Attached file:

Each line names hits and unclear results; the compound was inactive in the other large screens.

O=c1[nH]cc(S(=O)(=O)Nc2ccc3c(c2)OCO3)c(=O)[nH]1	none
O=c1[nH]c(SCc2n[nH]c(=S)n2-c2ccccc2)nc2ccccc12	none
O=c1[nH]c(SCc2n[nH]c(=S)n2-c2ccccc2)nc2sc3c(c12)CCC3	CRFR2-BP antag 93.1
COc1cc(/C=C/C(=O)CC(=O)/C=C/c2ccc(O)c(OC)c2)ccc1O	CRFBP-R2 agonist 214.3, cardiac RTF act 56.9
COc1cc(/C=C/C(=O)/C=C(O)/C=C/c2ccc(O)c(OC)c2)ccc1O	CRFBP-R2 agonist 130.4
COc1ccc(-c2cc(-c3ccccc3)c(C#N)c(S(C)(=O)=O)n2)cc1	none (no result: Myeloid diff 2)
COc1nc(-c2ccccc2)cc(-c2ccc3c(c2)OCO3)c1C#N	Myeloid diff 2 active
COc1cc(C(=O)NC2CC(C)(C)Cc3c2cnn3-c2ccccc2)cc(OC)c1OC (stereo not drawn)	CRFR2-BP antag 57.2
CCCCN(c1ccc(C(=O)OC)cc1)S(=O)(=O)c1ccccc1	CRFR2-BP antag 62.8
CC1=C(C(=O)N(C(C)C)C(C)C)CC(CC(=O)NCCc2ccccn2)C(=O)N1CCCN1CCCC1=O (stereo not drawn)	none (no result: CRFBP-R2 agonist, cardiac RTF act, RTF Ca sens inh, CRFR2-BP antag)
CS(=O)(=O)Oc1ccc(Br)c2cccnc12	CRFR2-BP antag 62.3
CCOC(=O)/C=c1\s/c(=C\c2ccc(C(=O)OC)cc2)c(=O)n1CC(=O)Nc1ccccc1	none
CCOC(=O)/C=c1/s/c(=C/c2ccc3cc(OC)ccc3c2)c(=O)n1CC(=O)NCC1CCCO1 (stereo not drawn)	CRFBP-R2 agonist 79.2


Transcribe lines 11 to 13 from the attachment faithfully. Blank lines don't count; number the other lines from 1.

CC1=C(C(=O)N(C(C)C)C(C)C)CC(CC(=O)NCCc2ccccn2)C(=O)N1CCCN1CCCC1=O (stereo not drawn)	none (no result: CRFBP-R2 agonist, cardiac RTF act, RTF Ca sens inh, CRFR2-BP antag)
CS(=O)(=O)Oc1ccc(Br)c2cccnc12	CRFR2-BP antag 62.3
CCOC(=O)/C=c1\s/c(=C\c2ccc(C(=O)OC)cc2)c(=O)n1CC(=O)Nc1ccccc1	none